There's a fun and unique way to get to know the local scene in Budapest and that is to visit a few ruin bars. Ruin bars aren't what you think of when you think of a typical American bar. They don't have rowdy patrons. They don't pump out loud dance music. They don't smell of booze and cigarette smoke. Instead, there's a more laid-back atmosphere meant for friendly conversation. In fact, a sign stating "No bachelor parties allowed!" was prominently displayed at the entrance of one such bar.
They are referred to as "ruin" bars because they are built in abandoned buildings, stores or lots in the Jewish Quarter that were left in ruin after WWII. From the outside, all seems fairly normal. Once you walk in, however, you will find something truly unique. It started in early 2001 when a group of men were looking for cheap places to meet up with friends and grab a drink. Since these bar owners didn't have money to convert abandoned spaces into attractive modern establishments. They dumpster dived or visited flea markets to decorate them. A few artists have taken liberties with walls and ceilings. Each bar is unique and as eclectic as the next.
To get the most of a ruin bar experience, I signed up for a tour. Our guide introduced us to several bars, shared their history and presented us with several of the local drinks. To start, we had palinka, a traditional fruit brandy that the Hungarian's swear has medicinal and digestive properties. To me, it was more like tasting pure rubbing alcohol! More power to the Hungarian's for starting their day with this potent drink!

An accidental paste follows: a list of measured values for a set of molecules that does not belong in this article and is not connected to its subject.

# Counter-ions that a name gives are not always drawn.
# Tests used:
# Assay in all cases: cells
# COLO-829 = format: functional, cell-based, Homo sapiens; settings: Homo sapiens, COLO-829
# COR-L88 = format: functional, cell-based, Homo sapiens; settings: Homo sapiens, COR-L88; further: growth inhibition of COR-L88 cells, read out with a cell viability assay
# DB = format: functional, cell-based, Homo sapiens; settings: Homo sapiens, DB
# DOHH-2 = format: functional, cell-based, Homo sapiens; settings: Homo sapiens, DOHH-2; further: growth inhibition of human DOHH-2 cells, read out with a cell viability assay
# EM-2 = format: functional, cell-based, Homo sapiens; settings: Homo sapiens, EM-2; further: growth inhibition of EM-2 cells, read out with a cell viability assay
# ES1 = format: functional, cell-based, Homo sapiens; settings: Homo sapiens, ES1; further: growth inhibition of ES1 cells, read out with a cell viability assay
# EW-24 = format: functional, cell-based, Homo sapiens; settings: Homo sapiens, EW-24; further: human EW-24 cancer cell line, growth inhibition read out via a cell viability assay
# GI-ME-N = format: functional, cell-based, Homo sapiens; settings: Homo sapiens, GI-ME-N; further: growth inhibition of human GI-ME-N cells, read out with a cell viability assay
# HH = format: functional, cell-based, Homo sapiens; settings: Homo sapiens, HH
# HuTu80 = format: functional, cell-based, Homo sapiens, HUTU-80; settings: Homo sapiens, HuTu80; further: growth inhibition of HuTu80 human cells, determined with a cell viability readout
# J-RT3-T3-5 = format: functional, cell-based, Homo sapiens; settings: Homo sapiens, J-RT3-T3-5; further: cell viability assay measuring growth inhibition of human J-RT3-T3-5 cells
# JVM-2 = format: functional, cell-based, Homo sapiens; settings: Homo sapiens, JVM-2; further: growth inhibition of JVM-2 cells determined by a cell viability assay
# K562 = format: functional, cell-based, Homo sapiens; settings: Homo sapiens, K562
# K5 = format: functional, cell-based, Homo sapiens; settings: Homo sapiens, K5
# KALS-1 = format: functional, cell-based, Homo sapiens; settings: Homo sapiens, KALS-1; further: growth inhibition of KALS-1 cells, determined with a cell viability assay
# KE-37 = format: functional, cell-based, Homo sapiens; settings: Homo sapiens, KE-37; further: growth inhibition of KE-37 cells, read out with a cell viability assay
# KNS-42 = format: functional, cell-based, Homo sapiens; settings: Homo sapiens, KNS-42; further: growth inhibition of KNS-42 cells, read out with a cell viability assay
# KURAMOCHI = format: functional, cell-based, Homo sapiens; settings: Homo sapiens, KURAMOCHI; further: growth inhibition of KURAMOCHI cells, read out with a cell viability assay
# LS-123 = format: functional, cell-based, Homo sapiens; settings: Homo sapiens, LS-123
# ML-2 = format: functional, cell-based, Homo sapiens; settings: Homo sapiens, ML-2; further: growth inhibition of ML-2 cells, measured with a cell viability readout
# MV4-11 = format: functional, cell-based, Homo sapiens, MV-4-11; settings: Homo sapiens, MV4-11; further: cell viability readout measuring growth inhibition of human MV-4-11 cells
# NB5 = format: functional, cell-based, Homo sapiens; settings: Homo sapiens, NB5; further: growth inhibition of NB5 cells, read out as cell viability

The next drink was just as much a challenge to get down. Unicom, another digestif, is made from a blend of over 40 different herbs and spices. Again, the Hungarians believe it has medicinal powers. (This may have been the culprit behind my friend's frequent visits to the restroom over the next few days--she shot down roughly 3 glasses of the bitter liquid that night!).
Sad to say, I'd almost take a glass of palinka or unicom over the next drink we were served. I can't recall all of the vegetables present in this one, but it was largely filled with chopped parsley. The fact that I had to "chew" the drink and the taste of parsley overrode any other flavor was enough for me to put the glass down. Parsley will forever remain a garnish in my house!
While trying these local specialties was loads of fun, I was thankful to end the evening on a high note with glasses of delicious local red wine. Seriously, the wine in Hungary is fantastic! So was the ruin bar experience!
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